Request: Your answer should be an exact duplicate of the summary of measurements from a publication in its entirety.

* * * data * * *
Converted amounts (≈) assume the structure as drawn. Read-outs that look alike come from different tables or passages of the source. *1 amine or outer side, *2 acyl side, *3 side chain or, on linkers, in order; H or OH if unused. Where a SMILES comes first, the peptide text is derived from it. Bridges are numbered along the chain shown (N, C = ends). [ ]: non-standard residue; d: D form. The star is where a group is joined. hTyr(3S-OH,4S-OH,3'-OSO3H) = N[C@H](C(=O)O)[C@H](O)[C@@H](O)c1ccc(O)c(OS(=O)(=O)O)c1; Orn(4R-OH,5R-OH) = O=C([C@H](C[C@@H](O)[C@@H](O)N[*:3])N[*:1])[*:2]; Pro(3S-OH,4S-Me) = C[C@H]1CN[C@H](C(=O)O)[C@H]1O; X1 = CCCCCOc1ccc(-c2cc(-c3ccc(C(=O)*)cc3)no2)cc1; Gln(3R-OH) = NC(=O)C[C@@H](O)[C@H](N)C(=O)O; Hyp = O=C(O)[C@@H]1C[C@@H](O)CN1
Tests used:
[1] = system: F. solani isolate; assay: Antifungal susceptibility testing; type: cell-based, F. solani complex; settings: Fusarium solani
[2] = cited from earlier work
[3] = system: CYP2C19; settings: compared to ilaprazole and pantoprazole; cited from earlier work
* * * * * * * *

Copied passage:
Converted amounts (≈) assume the structure as drawn. Read-outs that look alike come from different tables or passages of the source. *1 amine or outer side, *2 acyl side, *3 side chain or, on linkers, in order; H or OH if unused. Where a SMILES comes first, the peptide text is derived from it. Bridges are numbered along the chain shown (N, C = ends). [ ]: non-standard residue; d: D form. The star is where a group is joined. hTyr(3S-OH,4S-OH,3'-OSO3H) = N[C@H](C(=O)O)[C@H](O)[C@@H](O)c1ccc(O)c(OS(=O)(=O)O)c1; Orn(4R-OH,5R-OH) = O=C([C@H](C[C@@H](O)[C@@H](O)N[*:3])N[*:1])[*:2]; Pro(3S-OH,4S-Me) = C[C@H]1CN[C@H](C(=O)O)[C@H]1O; X1 = CCCCCOc1ccc(-c2cc(-c3ccc(C(=O)*)cc3)no2)cc1; Gln(3R-OH) = NC(=O)C[C@@H](O)[C@H](N)C(=O)O; Hyp = O=C(O)[C@@H]1C[C@@H](O)CN1
Tests used:
[1] = system: F. solani isolate; assay: Antifungal susceptibility testing; type: cell-based, F. solani complex; settings: Fusarium solani
[2] = cited from earlier work
[3] = system: CYP2C19; settings: compared to ilaprazole and pantoprazole; cited from earlier work